One substantial advantage for the material 10 in accordance with the present invention is that the material remains flowable as a sand-like material 10 into the area of roots and under a rootball or around the individual open roots of plants being transplanted. Thus, handling and application is simple, and the ability of granular material 10 to flow under and around small interstices between roots or between potting materials provides for a very effective application.
Certain experiments were conducted using the material 10 in accordance with the present invention. For example, in one experiment various sizes of planting pots were used ranging in size from one quart to one gallon, two gallons, and five gallons. Various plants were tested including geraniums, hibiscus, and Indian hawthorn.
In one experiment, a five gallon potting container was half filled with a potting soil mixture of conventional type. Approximately one liter of the material 10 was added as a layer on top of the potting soil. Three geraniums plants where then planted in the material 10. And the remainder of the pot was filled with a potting soil mixture.
The pot was placed where it could drain and was watered liberally with the excess water running out of the drainage apertures in the pot. Four such pots were set up, each having three geranium plants. Four additional pots were set up without using material 10 in a layer 40 around the roots of the plants. All plants were planted and all pots were prepared on the same day. The same amount of water was applied to each of the pots.
After 10 days, the untreated plants lacking the material 10 in the extra layer 40 of the material 10 to hold the water appeared to be extremely stressed. In fact, the plants stressed sufficiently that after 15 days they appeared dead.
Plants potted in the layer 40 of the hydrated material 10 still appeared healthy after 10 days and after 15 days. At 35 days after watering, the plants in the treated pots containing the layer 40 of hydrating material 10 began to appear stressed. Upon watering, they responded well and returned to full hydration and health. The plants in the untreated pots did not recover.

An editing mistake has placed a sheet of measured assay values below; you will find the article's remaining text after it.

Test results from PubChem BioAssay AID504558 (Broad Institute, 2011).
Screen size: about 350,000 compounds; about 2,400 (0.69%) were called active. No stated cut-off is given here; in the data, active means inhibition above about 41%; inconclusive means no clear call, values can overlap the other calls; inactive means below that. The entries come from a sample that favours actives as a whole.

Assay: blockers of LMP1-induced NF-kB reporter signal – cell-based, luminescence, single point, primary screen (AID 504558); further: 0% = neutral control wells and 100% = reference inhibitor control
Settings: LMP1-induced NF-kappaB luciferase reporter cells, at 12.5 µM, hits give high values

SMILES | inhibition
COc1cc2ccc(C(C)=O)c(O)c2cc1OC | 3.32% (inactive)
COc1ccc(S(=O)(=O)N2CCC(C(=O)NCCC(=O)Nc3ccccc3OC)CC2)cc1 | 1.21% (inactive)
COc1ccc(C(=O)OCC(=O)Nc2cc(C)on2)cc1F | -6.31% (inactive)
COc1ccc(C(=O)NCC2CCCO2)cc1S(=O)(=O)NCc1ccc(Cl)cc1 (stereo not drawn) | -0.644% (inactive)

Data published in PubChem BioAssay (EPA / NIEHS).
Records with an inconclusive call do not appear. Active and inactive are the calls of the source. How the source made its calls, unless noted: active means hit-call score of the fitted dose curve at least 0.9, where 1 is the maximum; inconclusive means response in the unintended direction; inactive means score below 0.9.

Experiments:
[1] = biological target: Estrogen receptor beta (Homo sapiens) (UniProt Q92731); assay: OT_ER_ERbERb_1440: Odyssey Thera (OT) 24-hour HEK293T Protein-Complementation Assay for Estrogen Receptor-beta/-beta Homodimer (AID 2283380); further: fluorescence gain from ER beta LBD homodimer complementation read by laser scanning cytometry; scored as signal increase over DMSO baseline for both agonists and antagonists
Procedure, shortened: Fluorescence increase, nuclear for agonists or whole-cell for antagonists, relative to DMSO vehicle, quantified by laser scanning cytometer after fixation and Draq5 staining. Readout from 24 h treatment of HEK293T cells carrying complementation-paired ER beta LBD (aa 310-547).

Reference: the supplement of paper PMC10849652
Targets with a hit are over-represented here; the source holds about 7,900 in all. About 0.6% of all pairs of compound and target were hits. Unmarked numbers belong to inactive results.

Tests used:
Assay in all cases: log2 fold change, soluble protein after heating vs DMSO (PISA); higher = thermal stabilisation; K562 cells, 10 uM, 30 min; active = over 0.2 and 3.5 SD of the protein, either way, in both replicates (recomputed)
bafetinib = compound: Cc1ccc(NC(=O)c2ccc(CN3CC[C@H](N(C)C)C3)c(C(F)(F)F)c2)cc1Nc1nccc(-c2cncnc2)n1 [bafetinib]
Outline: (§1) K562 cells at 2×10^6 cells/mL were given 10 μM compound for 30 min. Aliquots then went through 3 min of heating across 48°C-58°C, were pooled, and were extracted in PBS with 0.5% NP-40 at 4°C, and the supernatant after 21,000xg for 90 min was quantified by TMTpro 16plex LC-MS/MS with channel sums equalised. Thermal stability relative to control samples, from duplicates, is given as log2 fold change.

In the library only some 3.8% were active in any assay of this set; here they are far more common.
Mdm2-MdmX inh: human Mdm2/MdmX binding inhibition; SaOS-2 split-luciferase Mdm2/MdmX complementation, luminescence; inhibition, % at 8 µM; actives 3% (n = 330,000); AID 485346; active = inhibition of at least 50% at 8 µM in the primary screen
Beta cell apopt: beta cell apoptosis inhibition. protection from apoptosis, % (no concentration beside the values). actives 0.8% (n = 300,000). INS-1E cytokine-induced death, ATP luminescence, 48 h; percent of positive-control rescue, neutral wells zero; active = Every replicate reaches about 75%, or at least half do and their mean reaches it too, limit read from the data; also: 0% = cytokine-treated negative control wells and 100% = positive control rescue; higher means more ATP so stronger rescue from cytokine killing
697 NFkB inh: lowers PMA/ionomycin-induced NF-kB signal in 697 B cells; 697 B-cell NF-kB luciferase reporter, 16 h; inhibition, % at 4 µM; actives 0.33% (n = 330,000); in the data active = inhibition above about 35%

Another test used hibiscus plants with four pots treated with the layer 40 of a hydrating material 10 and four pots untreated. All pots were the same size. The watering process was the same. Thus, as with the geranium experiment, all pots were watered equally.
After 15 days the hibiscus plants that had not been treated with the extra layer 40 of the hydrating material 10 appeared very stressed. After 20 days, the plants in the untreated plots were turning brown.
In contrast, hibiscus plants in the treated pots having an extra layer 40 of hydrating material 10 appeared healthy after 15 days and even out to 22 days, when the hibiscus plants in the untreated plots were in the browning stages of dying.
After 38 days, the hibiscus plants in the treated pots began to show stress. Water was provided to plants at 38 days. The untreated pots were watered the same as the treated pots. Plants in the untreated pots did not respond. The plants in the treated pots responded well and continued living healthily upon the watering at 38 days.
In one experiment, an Indian hawthorn was planted in the ground. About a liter of the material 10 was laid about the roots in a layer 40 as described hereinabove. In this instance, the experiment was conducted in an environment of natural ground. The Indian hawthorn plants were placed in holes approximately 18 inches across by about 15 inches deep. In each instance, the hole 36 prepared for the plant was partially filled with a soil and wetted. Two plants were placed in holes treated with approximately 1 liter of the material 10, each. A control was created by planting two additional Indian hawthorns using each step the same, in preparation of the hole, placement of the soil in the hole, and watering of the soil and the plants. In the control, none of the material 10 was used.
No further water was applied. After 20 days, the untreated shrubs appeared to be dry with some stress. After 33 days, the plants in the untreated holes were dead. Meanwhile, the treated shrubs remained healthy throughout.
In another experiment, the foregoing experiment was repeated using two additional Indian hawthorn plants and treating the soil with a layer 40 containing about 1½ liters of the hydrating materials 10 near the roots. In that experiment, after 20 days, the shrubs appeared healthy. At 33 days, the shrubs began to show a minimal amount of stress. At 40 days, the stressed plants were watered and responded well, returning to health and continued life.
In all of the foregoing experiment series, the particles 18 were of polyacrylamide, and the substrate 12 was sand. The polyacrylamide constituted approximately 5 percent by weight of the overall material 10. The particle size 18 was approximately a 60 mesh granularity.
The present invention may be embodied in other specific forms without departing from its spirit or essential characteristics. The described embodiments are to be considered in all respects only as illustrative, and not restrictive. The scope of the invention is, therefore, indicated by the appended claims, rather than by the foregoing description. All changes which come within the meaning and range of equivalency of the claims are to be embraced within their scope.